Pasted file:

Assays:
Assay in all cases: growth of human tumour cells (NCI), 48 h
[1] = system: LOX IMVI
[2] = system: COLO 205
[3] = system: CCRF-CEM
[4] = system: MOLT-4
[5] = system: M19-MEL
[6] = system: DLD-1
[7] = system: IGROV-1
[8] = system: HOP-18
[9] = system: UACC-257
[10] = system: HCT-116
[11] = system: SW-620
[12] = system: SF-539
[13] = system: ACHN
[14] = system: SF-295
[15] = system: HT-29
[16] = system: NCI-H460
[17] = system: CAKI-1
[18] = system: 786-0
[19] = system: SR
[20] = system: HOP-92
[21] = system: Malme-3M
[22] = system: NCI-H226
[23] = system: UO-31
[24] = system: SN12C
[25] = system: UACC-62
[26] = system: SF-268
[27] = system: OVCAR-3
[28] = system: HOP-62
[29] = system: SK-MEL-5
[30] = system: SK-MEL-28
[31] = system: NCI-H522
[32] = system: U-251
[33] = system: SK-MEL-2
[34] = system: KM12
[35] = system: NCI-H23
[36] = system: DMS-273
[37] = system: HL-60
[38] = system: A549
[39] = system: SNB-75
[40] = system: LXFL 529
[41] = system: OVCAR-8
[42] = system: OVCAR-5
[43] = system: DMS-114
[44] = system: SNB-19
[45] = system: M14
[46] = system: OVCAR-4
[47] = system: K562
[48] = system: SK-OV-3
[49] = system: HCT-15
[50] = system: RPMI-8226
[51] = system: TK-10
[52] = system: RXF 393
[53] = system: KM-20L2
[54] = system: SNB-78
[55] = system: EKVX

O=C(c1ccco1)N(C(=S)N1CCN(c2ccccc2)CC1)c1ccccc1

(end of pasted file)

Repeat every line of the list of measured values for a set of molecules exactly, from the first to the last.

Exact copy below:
Assays:
Assay in all cases: growth of human tumour cells (NCI), 48 h
[1] = system: LOX IMVI
[2] = system: COLO 205
[3] = system: CCRF-CEM
[4] = system: MOLT-4
[5] = system: M19-MEL
[6] = system: DLD-1
[7] = system: IGROV-1
[8] = system: HOP-18
[9] = system: UACC-257
[10] = system: HCT-116
[11] = system: SW-620
[12] = system: SF-539
[13] = system: ACHN
[14] = system: SF-295
[15] = system: HT-29
[16] = system: NCI-H460
[17] = system: CAKI-1
[18] = system: 786-0
[19] = system: SR
[20] = system: HOP-92
[21] = system: Malme-3M
[22] = system: NCI-H226
[23] = system: UO-31
[24] = system: SN12C
[25] = system: UACC-62
[26] = system: SF-268
[27] = system: OVCAR-3
[28] = system: HOP-62
[29] = system: SK-MEL-5
[30] = system: SK-MEL-28
[31] = system: NCI-H522
[32] = system: U-251
[33] = system: SK-MEL-2
[34] = system: KM12
[35] = system: NCI-H23
[36] = system: DMS-273
[37] = system: HL-60
[38] = system: A549
[39] = system: SNB-75
[40] = system: LXFL 529
[41] = system: OVCAR-8
[42] = system: OVCAR-5
[43] = system: DMS-114
[44] = system: SNB-19
[45] = system: M14
[46] = system: OVCAR-4
[47] = system: K562
[48] = system: SK-OV-3
[49] = system: HCT-15
[50] = system: RPMI-8226
[51] = system: TK-10
[52] = system: RXF 393
[53] = system: KM-20L2
[54] = system: SNB-78
[55] = system: EKVX

O=C(c1ccco1)N(C(=S)N1CCN(c2ccccc2)CC1)c1ccccc1